The Concussion Risk in High School Football

The science behind the statistics

Grantland.com published an insightful blog post,  “The Fragile Teenage Brain: An In-depth Look at Concussions in High School Football.” The post explains why teenage brains are so susceptible to injury and provides a glimpse into exactly what happens inside the brain during a concussion. It also provides an excellent explanation of how the head injury problem in football in the 1960s and early 1970s was addressed by the National Operating Committee on Standards for Athletic Equipment (NOCSAE) standard, which established guidelines for sports equipment including football helmets.

The following excerpts from the article are especially revealing:

The compromises of helmet design help explain why there will be no quick technological fix for football concussions. Last October, Jeffrey Kutcher, chairman of the American Academy of Neurology’s sports section, told a committee of United States senators that all the current concussion prevention products being sold were largely useless. “I wish there was such a product (that could prevent concussions) on the market,” he said. “The simple truth is that no current helmet, mouth guard, headband, or other piece of equipment can significantly prevent concussions from occurring… Is extremely unlikely that helmets can prevent concussions the way they prevent skull fractures.” He went on to criticize numerous claims by helmet manufacturers suggesting otherwise, noting that even Riddell’s specialized anti-concussion helmet has only been shown to reduce the rate of concussions by 2.6%.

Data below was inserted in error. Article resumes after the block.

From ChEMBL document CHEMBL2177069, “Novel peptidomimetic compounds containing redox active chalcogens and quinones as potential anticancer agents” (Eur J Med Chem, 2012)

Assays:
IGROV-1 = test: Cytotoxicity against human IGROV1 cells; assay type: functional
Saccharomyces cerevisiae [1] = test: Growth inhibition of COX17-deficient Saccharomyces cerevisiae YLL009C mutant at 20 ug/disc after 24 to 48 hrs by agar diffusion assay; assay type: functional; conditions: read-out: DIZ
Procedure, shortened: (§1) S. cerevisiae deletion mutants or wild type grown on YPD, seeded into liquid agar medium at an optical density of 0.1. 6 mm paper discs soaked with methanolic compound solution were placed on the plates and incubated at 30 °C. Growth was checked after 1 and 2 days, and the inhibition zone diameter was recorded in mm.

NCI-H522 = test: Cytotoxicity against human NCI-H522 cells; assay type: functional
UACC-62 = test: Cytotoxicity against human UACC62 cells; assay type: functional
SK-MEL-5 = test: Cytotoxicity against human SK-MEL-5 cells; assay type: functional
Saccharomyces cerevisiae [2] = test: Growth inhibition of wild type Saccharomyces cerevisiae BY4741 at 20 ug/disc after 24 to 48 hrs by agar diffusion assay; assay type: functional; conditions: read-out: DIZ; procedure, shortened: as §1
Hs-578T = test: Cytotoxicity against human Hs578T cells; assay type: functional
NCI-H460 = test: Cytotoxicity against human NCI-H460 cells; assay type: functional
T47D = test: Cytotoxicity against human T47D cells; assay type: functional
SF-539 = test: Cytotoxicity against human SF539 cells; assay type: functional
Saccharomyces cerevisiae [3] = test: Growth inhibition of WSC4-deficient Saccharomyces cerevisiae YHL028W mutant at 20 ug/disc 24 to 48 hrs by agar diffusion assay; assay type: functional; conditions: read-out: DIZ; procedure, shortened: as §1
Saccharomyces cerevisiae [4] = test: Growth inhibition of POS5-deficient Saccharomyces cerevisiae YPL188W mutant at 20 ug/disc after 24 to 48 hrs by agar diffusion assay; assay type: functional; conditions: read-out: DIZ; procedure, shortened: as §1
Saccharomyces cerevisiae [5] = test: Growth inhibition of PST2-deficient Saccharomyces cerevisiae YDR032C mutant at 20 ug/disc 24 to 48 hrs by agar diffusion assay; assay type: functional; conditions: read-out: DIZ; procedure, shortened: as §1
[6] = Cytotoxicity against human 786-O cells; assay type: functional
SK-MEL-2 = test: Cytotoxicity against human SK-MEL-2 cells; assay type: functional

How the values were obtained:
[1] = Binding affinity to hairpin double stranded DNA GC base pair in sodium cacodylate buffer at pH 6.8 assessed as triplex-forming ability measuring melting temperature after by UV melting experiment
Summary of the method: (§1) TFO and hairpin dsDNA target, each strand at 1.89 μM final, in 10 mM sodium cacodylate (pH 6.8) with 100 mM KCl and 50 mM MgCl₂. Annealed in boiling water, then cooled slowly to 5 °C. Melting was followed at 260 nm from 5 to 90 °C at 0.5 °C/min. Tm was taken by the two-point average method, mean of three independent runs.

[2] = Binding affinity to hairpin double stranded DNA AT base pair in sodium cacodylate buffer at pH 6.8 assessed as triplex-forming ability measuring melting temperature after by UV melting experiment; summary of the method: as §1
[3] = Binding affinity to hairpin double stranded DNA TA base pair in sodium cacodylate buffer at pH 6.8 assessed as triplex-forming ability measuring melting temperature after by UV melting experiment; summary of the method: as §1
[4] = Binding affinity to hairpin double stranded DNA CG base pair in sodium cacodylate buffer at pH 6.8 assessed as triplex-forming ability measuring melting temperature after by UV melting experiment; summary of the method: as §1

Coach Rollinson echoes the skeHigh school athletespticism. “Every year, we get more and more parents showing up with some fancy helmet and telling us that this is the one their kid has to use,” he says. “I’m sure they spent a lot of money on that helmet. I know it makes them feel better. So we always say, sure, your kid can use that helmet, but we have to do the fitting. And you know what happens? The helmet doesn’t fit. They spend $1000 on it because the manufacturer makes some crazy claim, but it’s way too big. And then when you fit it properly, the kid says it’s too tight, that it’s not comfortable anymore. But that’s the way it needs to be.

This is a recurring theme among the coaches and trainers at Mater Dei. According to the football staff, the most important helmet factor has little to do with the helmet itself. Instead, it has to do with the way the helmet fits the head. In theory, this is an easy problem to solve: Every NOCSAE approved helmet is fully adjustable. Teenagers, however make the fitting process surprisingly difficult. “Most of the time, the problem is forgetfulness,” says Fernandez. “That’s why we are always reminding the players to check air levels. We tell them that before every single game. But sometimes they leave it loose on purpose, just because he can get hot and sticky in there.”